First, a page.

Tuesday, March 24, 2015

Parsons on what would convince him

Bob: For the record Keith Parsons does NOT say that no evidence would convince him. Quite the contrary, he gives what he thinks would have been a convincing scenario. See his scenario at 1:39. It's based on this passage by N. R. Hanson: 

'Next Tuesday morning, just after breakfast, all of us in this one world will be knocked to our knees by a percussive and ear-shattering thunderclap. Snow swirls, leaves drop from trees, the earth heaves and buckles, buildings topple and towers tumble. 

The sky is ablaze with an eerie silvery light, and just then, as all the people of this world look up, the heavens open, and the clouds pull apart, revealing an unbelievably radiant and immense Zeus-like figure towering over us like a hundred Everests. 

He frowns darkly as lighting plays over the features of his Michelangeloid face, and then he points down, at me, and explains for every man, woman and child to hear, "I've had quite enough of your too-clever logic chopping and word-watching in matters of theology. Be assured, Hanson, that I most certainly do exist!" '

Once, after reading a paper Keith wrote arguing against miracles way back in 1985, I asked Keith to assume that I were God, and wanted to know what kind of evidence he would find convincing. He answered by saying "If the galaxies in the Virgo cluster were to spell out the words "Turn or Burn, Parsons This Means You, I'd turn."

38 comments:

B. Prokop said...

Victor,

For the record, I did grant Parsons that, in my posting (in the thread below) at March 23, 2015 8:47 AM. I wrote:

Parsons does (quite insincerely) imagine a fantastical series of events that he might consider sufficient evidence. But immediately after Craig challenges him on this, Parsons does not deny that even then, he would conclude that either he's hallucinating, or that everything is a hallucination (he says this at 1:40:28).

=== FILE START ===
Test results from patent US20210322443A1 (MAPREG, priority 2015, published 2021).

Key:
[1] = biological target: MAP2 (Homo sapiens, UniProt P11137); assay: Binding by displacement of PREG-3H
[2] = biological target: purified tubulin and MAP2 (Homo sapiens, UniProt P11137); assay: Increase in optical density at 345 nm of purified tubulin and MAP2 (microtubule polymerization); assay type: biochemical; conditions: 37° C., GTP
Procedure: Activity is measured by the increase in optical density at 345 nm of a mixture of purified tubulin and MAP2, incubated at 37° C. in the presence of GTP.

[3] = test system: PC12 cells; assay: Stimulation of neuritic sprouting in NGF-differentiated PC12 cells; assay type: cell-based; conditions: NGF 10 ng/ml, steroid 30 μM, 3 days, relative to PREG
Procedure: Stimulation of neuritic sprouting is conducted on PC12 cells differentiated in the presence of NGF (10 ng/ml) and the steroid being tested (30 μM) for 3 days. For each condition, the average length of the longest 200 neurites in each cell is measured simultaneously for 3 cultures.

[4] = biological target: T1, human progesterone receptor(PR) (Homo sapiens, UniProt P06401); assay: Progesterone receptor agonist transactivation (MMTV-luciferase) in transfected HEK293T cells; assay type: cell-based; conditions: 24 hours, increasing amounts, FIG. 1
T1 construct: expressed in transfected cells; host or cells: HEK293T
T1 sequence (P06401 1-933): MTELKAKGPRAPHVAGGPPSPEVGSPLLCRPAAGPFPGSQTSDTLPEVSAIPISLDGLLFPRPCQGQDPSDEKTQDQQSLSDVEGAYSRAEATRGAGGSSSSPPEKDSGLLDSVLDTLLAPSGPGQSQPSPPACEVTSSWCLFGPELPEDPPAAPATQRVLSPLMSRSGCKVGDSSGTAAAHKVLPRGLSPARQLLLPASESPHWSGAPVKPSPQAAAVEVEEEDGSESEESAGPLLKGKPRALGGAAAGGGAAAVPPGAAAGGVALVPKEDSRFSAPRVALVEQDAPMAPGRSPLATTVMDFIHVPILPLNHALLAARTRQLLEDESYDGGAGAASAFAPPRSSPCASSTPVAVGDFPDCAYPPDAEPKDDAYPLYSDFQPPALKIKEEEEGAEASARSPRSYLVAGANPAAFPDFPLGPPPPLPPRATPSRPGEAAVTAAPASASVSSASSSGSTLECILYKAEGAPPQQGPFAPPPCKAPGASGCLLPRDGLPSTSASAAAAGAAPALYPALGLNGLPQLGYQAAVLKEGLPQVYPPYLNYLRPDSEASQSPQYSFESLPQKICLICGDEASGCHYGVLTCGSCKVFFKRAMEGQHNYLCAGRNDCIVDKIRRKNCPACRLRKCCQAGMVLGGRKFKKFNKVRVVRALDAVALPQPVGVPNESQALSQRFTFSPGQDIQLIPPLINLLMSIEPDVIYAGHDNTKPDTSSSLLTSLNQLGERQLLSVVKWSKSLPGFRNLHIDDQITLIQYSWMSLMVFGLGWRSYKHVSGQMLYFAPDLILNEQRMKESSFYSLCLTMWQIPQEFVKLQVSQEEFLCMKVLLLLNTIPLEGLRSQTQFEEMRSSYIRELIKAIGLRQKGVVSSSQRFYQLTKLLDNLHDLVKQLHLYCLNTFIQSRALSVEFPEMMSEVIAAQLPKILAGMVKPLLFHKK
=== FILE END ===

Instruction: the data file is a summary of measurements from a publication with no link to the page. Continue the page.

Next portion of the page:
Jezu, ufam tobie!

im-skeptical said...

We've been through this discussion ad nauseam. Christians insist that miracles happen, and even that they've personally witnessed supernatural events. Atheists insist that they don't happen, and have never been privileged to witness those events.

Atheists generally fall into two camps on this. They either say they will be convinced by the evidence (as both Parsons and I maintain), or they have already been convinced by the evidence and don't believe that there can ever be any observation of genuine supernatural phenomena (like PZ Myers). Please note that in both cases, evidence is central to what they believe.

In defense of Myers, I understand his viewpoint. The available evidence is, after all, overwhelming. So his being convinced is quite reasonable. But I still think we should allow for the (very small) possibility that we haven't seen all the evidence.

On the other hand, I believe that those Christians who insist that there are supernatural events are fooling themselves, and they certainly aren't making a convincing case. I know that there was no skeptic present with Bob when he heard his daughter's voice, who would attest that he heard it too. I know that there was no rational thinker present with cl when things were flying through the air in his living room.

No, these things only happen to people who believe. What are the odds that if supernatural events really do happen from time to time, they would never be witnessed by a reliable skeptical observer? What are the odds that they would never once be documented as real events? All we ever get to see are stories told by others. I don't buy it.

B. Prokop said...

"What are the odds that if supernatural events really do happen from time to time, they would never be witnessed by a reliable skeptical observer?"

I'd say close to 100%.

Jezu ufam tobie!

im-skeptical said...

It's funny how in the bible, miracles were both commonplace, and witnessed by non-believers. After all, they were the ones who needed to be convinced. Buy these days, they are rare, and always seen only by those who already believe. Why do you suppose that is?

Victor Reppert said...

Bob: I think I see the problem. You say that Parsons says it could be a hallucination, but IF that is a hallucination, then everything is a hallucination. But not everything can be a hallucination, (by definition, actually) so that couldn't be a hallucination.

Victor Reppert said...